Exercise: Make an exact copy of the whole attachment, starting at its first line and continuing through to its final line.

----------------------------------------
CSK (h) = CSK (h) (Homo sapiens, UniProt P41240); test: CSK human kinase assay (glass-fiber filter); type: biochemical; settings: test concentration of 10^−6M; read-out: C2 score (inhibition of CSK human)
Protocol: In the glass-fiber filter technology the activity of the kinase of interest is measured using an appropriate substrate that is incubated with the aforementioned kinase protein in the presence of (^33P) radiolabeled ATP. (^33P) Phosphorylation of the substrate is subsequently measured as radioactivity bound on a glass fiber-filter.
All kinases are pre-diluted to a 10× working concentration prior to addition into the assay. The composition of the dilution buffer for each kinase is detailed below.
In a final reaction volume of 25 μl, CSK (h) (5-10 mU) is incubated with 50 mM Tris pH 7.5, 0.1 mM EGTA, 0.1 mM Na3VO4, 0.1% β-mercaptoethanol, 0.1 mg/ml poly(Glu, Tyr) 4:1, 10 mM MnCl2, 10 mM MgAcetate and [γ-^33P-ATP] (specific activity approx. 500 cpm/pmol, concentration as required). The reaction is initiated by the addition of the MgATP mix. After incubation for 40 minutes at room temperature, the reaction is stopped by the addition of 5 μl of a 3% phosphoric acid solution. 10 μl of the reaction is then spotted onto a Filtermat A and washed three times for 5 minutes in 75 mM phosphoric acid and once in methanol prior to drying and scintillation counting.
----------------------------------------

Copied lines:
CSK (h) = CSK (h) (Homo sapiens, UniProt P41240); test: CSK human kinase assay (glass-fiber filter); type: biochemical; settings: test concentration of 10^−6M; read-out: C2 score (inhibition of CSK human)
Protocol: In the glass-fiber filter technology the activity of the kinase of interest is measured using an appropriate substrate that is incubated with the aforementioned kinase protein in the presence of (^33P) radiolabeled ATP. (^33P) Phosphorylation of the substrate is subsequently measured as radioactivity bound on a glass fiber-filter.
All kinases are pre-diluted to a 10× working concentration prior to addition into the assay. The composition of the dilution buffer for each kinase is detailed below.
In a final reaction volume of 25 μl, CSK (h) (5-10 mU) is incubated with 50 mM Tris pH 7.5, 0.1 mM EGTA, 0.1 mM Na3VO4, 0.1% β-mercaptoethanol, 0.1 mg/ml poly(Glu, Tyr) 4:1, 10 mM MnCl2, 10 mM MgAcetate and [γ-^33P-ATP] (specific activity approx. 500 cpm/pmol, concentration as required). The reaction is initiated by the addition of the MgATP mix. After incubation for 40 minutes at room temperature, the reaction is stopped by the addition of 5 μl of a 3% phosphoric acid solution. 10 μl of the reaction is then spotted onto a Filtermat A and washed three times for 5 minutes in 75 mM phosphoric acid and once in methanol prior to drying and scintillation counting.